2. NLP practitioners.
  3. Method of systematic desensitization.
  4. Hypnosis.

In all cases, the patient is gradually “introduced” to reptiles, controlling and preventing the occurrence of fear. A person gets used to the sight of reptiles, learns to separate truly dangerous situations from unreasonable anxiety.

In addition to undergoing treatment, it is important for the patient to independently fight his false beliefs. It is necessary to study reliable information about snakes and apply the learned techniques in practice when the symptoms of a phobia recur.

A timely visit to a qualified psychotherapist and having your own motivation will help you get rid of herpetophobia once and for all, treat animals calmly and live a full life!

How to cure herpetophobia

Treatment for herpetophobia includes therapy and, less commonly, medication. Let's take a closer look at each treatment option, as well as some general tips for coping.


There are two different types of therapy that are often used for certain phobias, such as herpetophobia. This:

  • Exposure therapy . Your therapist will gradually increase your exposure to reptiles. For example, he might ask you to think about reptiles in your first session so that you can hold reptiles in your hands in subsequent sessions. Various techniques for dealing with anxiety are also taught.
  • Cognitive behavioral therapy (CBT) . The goal of CBT, often used in conjunction with exposure therapy, is to help identify and change the negative thought patterns and emotions that contribute to your fear of reptiles.


Benzodiazepines and beta blockers are two examples of medications that may be prescribed to you to treat herpetophobia. However, they are often only prescribed for a short time to help you cope with feelings of anxiety.

Selective serotonin reuptake inhibitors (SSRIs) are also often prescribed for certain phobias ().

Additional Tips

In addition to treating herpetophobia, you can also take a few additional steps:

  • Try not to let your phobia ruin your daily life. One way to do this is to not go too far to avoid reptiles.
  • Try different ways to reduce stress, such as yoga and meditation.
  • Avoid stimulants such as caffeine as they can fuel anxiety.
  • Introduce and maintain a healthy lifestyle, such as a well-balanced diet, regular exercise and a regular sleep schedule.
  • Don't be shy about telling others how you feel. Joining a support group can help you connect with people in your area who also experience a particular phobia.

How does ophidiophobia manifest itself?

A person who suffers from ophidiophobia, when a critical situation occurs, is “shackled” by fear, screams loudly, calls for help, and tries to move away from the object of fear as far as possible. The person suffering from the disease changes the complexion of his face: it becomes pale or red. There is trembling in the hands, the person gestures vigorously, the timbre of speech changes, his voice trembles, the heart rate increases, shortness of breath appears, the palms begin to sweat, the mouth feels dry, he may feel nauseous, and he feels a general malaise.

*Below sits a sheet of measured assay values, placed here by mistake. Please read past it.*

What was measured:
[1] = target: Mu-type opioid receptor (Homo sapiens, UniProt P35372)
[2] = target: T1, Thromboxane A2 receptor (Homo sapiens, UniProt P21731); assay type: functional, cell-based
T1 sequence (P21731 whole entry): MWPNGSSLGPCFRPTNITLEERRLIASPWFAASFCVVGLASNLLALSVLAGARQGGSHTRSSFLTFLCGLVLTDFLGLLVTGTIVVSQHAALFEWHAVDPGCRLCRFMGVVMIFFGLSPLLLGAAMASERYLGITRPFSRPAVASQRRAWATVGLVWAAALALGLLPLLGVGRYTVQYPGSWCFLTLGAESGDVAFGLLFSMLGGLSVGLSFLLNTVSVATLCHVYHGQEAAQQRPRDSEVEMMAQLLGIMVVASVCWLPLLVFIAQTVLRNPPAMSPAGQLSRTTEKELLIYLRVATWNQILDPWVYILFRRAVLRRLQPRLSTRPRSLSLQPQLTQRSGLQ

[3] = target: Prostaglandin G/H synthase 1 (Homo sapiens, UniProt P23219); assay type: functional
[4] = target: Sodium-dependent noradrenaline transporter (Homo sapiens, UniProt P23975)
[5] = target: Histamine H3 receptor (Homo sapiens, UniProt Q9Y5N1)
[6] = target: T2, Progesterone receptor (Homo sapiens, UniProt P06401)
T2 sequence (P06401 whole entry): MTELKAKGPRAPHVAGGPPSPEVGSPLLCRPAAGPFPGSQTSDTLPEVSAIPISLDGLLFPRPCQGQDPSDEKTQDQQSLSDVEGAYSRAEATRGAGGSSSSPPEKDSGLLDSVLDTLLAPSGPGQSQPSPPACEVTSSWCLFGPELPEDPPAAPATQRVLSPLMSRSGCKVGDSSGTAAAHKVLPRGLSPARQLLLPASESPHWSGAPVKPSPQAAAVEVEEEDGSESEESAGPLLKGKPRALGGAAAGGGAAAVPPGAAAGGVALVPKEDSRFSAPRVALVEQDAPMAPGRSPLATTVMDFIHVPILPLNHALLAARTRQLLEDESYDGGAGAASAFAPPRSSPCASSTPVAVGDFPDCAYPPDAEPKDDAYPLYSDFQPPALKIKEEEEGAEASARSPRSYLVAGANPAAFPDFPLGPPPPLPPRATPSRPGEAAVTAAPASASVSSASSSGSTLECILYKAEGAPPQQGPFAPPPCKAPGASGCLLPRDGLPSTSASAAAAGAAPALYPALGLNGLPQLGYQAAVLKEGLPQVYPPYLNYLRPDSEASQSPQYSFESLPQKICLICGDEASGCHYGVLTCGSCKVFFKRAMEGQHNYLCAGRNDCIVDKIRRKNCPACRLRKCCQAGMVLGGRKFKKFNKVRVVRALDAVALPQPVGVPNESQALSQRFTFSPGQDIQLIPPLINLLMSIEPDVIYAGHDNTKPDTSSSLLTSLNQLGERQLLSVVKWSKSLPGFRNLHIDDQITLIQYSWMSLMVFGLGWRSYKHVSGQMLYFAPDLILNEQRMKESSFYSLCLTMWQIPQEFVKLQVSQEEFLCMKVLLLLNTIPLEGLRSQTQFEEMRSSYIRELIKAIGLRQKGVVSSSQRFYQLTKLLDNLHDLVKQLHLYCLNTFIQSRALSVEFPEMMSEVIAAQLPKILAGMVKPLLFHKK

People who are afraid of these reptiles try by all means to prevent meeting the object of fear: they do not visit terrariums, try not to look at the section with reptiles in pet stores, are afraid of walking in the forest and walking near water bodies, and refuse to spend the night in tents. The disease can reach very serious proportions: people begin to imagine reptiles in objects with similar shapes (it could be an ordinary belt or a tree branch lying on the ground). Panic may seize an ophidiophobe while watching a television program about snakes, after which it becomes difficult for him to sleep and he has nightmares.

Manifestation of ophidiophobia


Herpetophobia is the fear of reptiles. This can include any type of reptile, but the most common are snakes and lizards.

Herpetophobia is a type of anxiety disorder called specific phobia. People suffering from a certain phobia experience severe anxiety towards the object of their fear. They may also have physical symptoms such as a rapid heartbeat, sweating, and trembling.

Herpetophobia can be cured with therapy. If you find that your fear of reptiles is significantly affecting your life, make an appointment with a mental health professional.

Symptoms of fear of reptiles

You can say that you have a pathological fear of snakes if:

  • you feel fear when you are directly near a reptile;
  • you are unable to be in a pet store that sells reptiles;
  • the slightest chance of meeting a snake makes you give up hiking, picnics and other outdoor activities;
  • you have an excessive reaction when accidentally encountering any reptile: screaming, crying, tremors, rapid breathing, nausea or vomiting.

With mild herpetophobia, it is possible to stay near a frightening object, but physical contact brings unbearable suffering, and a panic attack develops.

A panic attack becomes truly dangerous when meeting a truly poisonous reptile. A person in such a state does not control his actions, behaves inappropriately and can provoke aggression from the snake.